Succession of Franz

Annotate this Case

139 So. 2d 216 (1962)

242 La. 875

Succession of Katie ROTH, Widow of Frederick FRANZ.

No. 45902.

Supreme Court of Louisiana.

March 26, 1962.

Joseph V. Ferguson, II, New Orleans, Thomas J. Kliebert, Gramercy, for applicants.

George Piazza, Felix W. Gaudin, Jones T. Prowell, Harry McEnerny, Jr., Lee C. Grevemberg, New Orleans, for respondents.

McCALEB, Justice.

The validity of the last will of Mrs. Katie Roth Franz, naming Mark J. Falgoust as executor and universal legatee, was upheld after protracted litigation and the judgment of the district court, which dismissed the contentions of the various opponents to the probate of the will, was affirmed by this Court. See Succession of Franz, 232 La. 310, 94 So. 2d 270. Subsequently, several rules to fix fees and tax costs were brought in the succession proceedings against the opponents of the will. In one of these rules, *217 Falgoust claimed $1629.94 for expenses and costs allegedly incurred by the succession in taking the depositions of three of the opponents, John W. Kleis, Thomas Kleis and William Kleis, at their domiciles in the State of New York. This demand was rejected in the trial court and, on appeal, the Court of Appeal, Fourth Circuit, affirmed the ruling of the judge as well as his decision as to other items for which Falgoust had sought recovery. See Succession of Franz, 133 So. 2d 140. Falgoust then applied for certiorari and a writ was granted but restricted to a consideration of the claim for costs and expenses incurred in taking the depositions of the three opponents above referred to.

It appears from the record that, when the Kleis opponents filed their suit attacking the will of Mrs. Franz, Falgoust obtained an order to take the depositions of the three above named Kleis petitioners and employed a New York attorney to file proceedings in a New York court to require the deponents to appear and testify. One of the attorneys representing Falgoust went to New York and was present when the depositions were given. The cost of taking the depositions amounted to $405.90 and, in addition thereto, Falgoust demands $724.04 for the transportation and expenses of his attorney to New York and return and also $500 for a fee paid to the New York lawyer for securing the order for the witnesses to appear at a certain time and place.

The depositions were taken in July, 1954. Subsequently, in 1955, during the trial of the oppositions to the probate of the will, these depositions, according to the testimony of Falgoust's counsel (which is uncontradicted), were offered and received in evidence without objection and, on January 3, 1956, before the case was submitted for decision, they were filed with the minute clerk of the division of the Civil District Court in which the succession proceeding was pending. In disallowing the claim the district judge ruled that, since the depositions were taken purely for discovery purposes, they were not properly taxable as costs under the law.

In approving the decision, the Court of Appeal pitched its opinion on an entirely different ground. It found that the depositions were improperly admitted at the trial for the reason that they were without any evidentiary value whatsoever; that a large part of their contents consisted of hearsay and that the balance was not material to the issues involved in the case. From this premise the court concluded that the costs of the depositions were not taxable because, under specific provisions of the discovery statute (R.S. 13:3745),[1] They were usable only "so far as admissible under the rules of evidence".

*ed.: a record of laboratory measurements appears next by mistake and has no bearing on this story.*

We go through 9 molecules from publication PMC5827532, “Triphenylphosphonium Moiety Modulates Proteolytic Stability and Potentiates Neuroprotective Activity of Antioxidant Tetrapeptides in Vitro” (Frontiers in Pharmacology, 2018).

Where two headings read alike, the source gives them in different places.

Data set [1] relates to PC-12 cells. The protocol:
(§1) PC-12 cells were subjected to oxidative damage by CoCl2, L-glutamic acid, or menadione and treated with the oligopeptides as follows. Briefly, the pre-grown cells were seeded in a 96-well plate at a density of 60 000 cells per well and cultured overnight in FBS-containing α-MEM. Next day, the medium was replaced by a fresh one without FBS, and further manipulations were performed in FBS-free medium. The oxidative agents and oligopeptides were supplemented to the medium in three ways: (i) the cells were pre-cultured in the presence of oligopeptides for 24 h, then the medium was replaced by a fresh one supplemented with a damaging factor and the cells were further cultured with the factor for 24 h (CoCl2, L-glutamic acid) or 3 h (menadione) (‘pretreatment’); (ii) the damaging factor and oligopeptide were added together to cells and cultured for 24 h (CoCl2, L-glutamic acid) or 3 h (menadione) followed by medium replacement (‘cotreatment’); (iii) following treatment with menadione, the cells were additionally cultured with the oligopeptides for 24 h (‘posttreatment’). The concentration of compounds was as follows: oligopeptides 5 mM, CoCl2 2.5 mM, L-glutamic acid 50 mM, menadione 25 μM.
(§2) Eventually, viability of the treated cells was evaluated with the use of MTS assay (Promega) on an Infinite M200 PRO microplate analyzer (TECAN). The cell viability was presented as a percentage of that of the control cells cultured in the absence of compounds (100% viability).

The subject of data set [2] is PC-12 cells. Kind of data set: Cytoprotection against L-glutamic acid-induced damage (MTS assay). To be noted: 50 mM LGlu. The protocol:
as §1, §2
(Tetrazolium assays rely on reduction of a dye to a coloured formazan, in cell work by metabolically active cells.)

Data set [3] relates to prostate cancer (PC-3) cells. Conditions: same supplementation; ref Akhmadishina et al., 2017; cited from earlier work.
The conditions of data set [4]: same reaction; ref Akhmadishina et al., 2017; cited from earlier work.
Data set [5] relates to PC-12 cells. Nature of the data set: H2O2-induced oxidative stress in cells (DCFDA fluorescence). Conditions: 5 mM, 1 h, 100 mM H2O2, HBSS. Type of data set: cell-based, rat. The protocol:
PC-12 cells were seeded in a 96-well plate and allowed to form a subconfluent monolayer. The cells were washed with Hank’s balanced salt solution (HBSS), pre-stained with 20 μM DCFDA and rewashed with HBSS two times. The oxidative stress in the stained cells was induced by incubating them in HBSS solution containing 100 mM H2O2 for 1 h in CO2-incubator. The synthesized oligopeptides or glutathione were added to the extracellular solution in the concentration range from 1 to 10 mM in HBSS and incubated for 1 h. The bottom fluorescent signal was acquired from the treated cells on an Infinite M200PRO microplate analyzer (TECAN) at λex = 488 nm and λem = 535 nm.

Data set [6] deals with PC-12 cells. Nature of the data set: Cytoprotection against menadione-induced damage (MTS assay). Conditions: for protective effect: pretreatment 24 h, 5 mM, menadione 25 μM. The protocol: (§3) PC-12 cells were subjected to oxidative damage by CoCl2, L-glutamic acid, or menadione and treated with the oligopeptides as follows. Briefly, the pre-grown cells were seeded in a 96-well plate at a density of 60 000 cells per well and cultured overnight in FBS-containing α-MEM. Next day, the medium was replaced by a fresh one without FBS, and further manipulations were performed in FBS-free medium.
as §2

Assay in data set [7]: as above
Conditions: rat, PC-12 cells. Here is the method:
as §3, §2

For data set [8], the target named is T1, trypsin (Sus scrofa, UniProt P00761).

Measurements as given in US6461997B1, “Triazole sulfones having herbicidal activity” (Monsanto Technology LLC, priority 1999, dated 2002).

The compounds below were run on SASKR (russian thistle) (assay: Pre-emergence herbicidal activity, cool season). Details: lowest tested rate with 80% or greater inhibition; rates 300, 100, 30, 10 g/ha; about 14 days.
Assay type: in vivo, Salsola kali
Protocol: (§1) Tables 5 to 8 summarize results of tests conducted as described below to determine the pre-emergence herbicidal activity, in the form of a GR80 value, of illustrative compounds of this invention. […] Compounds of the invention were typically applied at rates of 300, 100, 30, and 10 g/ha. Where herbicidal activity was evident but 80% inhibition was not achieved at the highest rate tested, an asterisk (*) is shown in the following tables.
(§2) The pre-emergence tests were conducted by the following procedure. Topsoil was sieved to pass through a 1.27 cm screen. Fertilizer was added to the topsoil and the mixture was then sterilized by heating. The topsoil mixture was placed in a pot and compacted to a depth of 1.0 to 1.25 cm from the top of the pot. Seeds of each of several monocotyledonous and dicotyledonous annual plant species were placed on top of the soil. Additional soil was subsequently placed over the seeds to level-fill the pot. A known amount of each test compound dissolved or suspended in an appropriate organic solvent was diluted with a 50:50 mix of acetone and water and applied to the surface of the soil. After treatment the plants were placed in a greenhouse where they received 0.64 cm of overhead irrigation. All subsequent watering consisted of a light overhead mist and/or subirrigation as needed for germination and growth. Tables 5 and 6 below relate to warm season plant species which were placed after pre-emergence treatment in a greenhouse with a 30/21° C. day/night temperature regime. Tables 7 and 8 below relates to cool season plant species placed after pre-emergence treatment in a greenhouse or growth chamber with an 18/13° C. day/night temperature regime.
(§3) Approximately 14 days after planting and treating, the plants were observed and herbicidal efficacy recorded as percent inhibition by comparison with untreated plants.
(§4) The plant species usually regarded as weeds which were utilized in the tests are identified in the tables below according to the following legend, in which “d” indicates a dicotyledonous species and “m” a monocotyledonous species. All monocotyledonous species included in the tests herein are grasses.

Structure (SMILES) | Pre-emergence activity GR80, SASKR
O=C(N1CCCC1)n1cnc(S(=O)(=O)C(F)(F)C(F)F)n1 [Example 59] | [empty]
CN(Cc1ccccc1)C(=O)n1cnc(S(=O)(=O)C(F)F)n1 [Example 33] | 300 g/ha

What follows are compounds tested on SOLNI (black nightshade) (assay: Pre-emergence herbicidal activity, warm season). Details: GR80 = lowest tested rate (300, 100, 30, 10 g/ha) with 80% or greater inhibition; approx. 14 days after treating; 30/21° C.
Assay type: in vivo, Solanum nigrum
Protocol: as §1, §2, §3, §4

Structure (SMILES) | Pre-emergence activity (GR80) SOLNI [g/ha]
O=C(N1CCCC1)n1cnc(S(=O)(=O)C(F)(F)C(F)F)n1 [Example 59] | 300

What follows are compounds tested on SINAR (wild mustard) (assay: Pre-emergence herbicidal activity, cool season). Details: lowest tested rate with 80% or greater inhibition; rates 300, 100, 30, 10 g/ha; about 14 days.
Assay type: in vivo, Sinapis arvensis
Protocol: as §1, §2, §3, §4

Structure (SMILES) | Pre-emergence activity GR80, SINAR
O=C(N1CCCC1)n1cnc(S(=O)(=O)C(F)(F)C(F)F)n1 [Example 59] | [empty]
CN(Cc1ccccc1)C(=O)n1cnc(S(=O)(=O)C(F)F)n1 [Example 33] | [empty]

We think that the deduction of the Court of Appeal is incorrect. In the absence of a statutory mandate, an appellate tribunal is without right to pass upon the admissibility of evidence which has been offered and received at the trial without objection. Accordingly, since the uncontested proof shows that the depositions were offered and received in evidence, the costs thereof were taxable against the party or parties cast in the judgment under Article 549 of the 1870 Code of Practice, which was in effect at the time this case was decided in the lower court,[2] provided they were embraced within the provisions of R.S. 13:4533.[3]

*218 It is the well-settled jurisprudence of this State that the only costs taxable against a litigant are those provided for by positive law. See Cline v. Crescent City Railroad Company, 42 La.Ann. 35, 7 So. 66 (costs of printing briefs in the Supreme Court); Boagni v. Police Jury (La.App.) 145 So. 781 and other cases, especially those involving the taxation of attorney fees as costs. Hence, to determine whether the costs of the discovery depositions taken by Falgoust are taxable, it is necessary that they fall within the purview of R.S. 13:4533, which provides as follows:

"The costs of the clerk, sheriff, witness' fees, costs of taking depositions and copies of acts used on the trial, and all other costs allowed by the court, shall be taxed as costs." (Emphasis ours.)

This statute is a duplicate of Section 750 of the Revised Statutes of 1870, which was based on and is identical with Section 4 of Act 122 of 1855. At the time that this statute was embodied in the Revised Statutes of 1950, there was no law in Louisiana authorizing bills of discovery as such. In view of this, counsel for the Kleis heirs contends that recovery of costs of discovery depositions have not been sanctioned by positive law forasmuch as the Legislature, in speaking of depositions in 1950, could not have had in mind discovery depositions as discovery proceedings were unauthorized in this State before the effective date of Act 202 of 1952, which was not made part of the Revised Statutes until that year.

We find no merit in this contention. R.S. 13:4533 declares that the costs of taking depositions used on the trial shall be taxed as costs. This language is explicit and must be held to include all depositions, whether taken for proof of a claim or the defense of a claim, or for discovery purposes, provided the depositions are "used on the trial".

Counsel for Falgoust proclaim that R.S. 13:4533 does not require that the depositions be used on the trial and they point with confidence to our decision in Succession of Moody, 229 La. 30, 85 So. 2d 20, as complete authority for this proposition.